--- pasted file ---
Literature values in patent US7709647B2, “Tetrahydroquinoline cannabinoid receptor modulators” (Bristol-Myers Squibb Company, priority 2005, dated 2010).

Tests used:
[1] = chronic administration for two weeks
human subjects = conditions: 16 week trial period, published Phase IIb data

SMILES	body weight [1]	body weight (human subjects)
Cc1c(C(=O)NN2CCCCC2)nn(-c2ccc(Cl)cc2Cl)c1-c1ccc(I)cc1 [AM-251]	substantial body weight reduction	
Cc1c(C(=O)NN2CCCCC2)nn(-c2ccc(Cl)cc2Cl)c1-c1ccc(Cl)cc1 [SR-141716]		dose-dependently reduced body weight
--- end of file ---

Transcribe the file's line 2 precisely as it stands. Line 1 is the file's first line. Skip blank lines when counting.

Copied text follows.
Tests used: